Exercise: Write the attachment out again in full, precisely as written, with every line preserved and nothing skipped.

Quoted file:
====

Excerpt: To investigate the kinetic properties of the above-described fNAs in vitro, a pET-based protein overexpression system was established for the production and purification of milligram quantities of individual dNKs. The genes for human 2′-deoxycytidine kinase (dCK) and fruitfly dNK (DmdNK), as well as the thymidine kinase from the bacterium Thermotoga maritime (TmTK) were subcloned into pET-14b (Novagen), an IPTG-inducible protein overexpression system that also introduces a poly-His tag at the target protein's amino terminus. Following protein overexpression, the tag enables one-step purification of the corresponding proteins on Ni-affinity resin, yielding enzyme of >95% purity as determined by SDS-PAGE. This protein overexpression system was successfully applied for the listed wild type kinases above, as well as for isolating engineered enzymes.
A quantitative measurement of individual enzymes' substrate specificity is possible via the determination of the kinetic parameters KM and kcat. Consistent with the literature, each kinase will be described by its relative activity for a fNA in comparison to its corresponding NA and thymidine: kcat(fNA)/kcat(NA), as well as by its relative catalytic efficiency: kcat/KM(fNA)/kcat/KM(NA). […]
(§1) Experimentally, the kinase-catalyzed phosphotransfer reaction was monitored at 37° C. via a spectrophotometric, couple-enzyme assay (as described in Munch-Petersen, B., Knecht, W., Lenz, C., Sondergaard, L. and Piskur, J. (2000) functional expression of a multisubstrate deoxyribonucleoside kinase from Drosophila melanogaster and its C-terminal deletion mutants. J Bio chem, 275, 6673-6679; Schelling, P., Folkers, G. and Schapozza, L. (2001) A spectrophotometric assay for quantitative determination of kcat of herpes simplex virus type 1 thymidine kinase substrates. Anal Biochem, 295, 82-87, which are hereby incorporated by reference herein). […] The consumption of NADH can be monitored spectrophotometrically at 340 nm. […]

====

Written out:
Excerpt: To investigate the kinetic properties of the above-described fNAs in vitro, a pET-based protein overexpression system was established for the production and purification of milligram quantities of individual dNKs. The genes for human 2′-deoxycytidine kinase (dCK) and fruitfly dNK (DmdNK), as well as the thymidine kinase from the bacterium Thermotoga maritime (TmTK) were subcloned into pET-14b (Novagen), an IPTG-inducible protein overexpression system that also introduces a poly-His tag at the target protein's amino terminus. Following protein overexpression, the tag enables one-step purification of the corresponding proteins on Ni-affinity resin, yielding enzyme of >95% purity as determined by SDS-PAGE. This protein overexpression system was successfully applied for the listed wild type kinases above, as well as for isolating engineered enzymes.
A quantitative measurement of individual enzymes' substrate specificity is possible via the determination of the kinetic parameters KM and kcat. Consistent with the literature, each kinase will be described by its relative activity for a fNA in comparison to its corresponding NA and thymidine: kcat(fNA)/kcat(NA), as well as by its relative catalytic efficiency: kcat/KM(fNA)/kcat/KM(NA). […]
(§1) Experimentally, the kinase-catalyzed phosphotransfer reaction was monitored at 37° C. via a spectrophotometric, couple-enzyme assay (as described in Munch-Petersen, B., Knecht, W., Lenz, C., Sondergaard, L. and Piskur, J. (2000) functional expression of a multisubstrate deoxyribonucleoside kinase from Drosophila melanogaster and its C-terminal deletion mutants. J Bio chem, 275, 6673-6679; Schelling, P., Folkers, G. and Schapozza, L. (2001) A spectrophotometric assay for quantitative determination of kcat of herpes simplex virus type 1 thymidine kinase substrates. Anal Biochem, 295, 82-87, which are hereby incorporated by reference herein). […] The consumption of NADH can be monitored spectrophotometrically at 340 nm. […]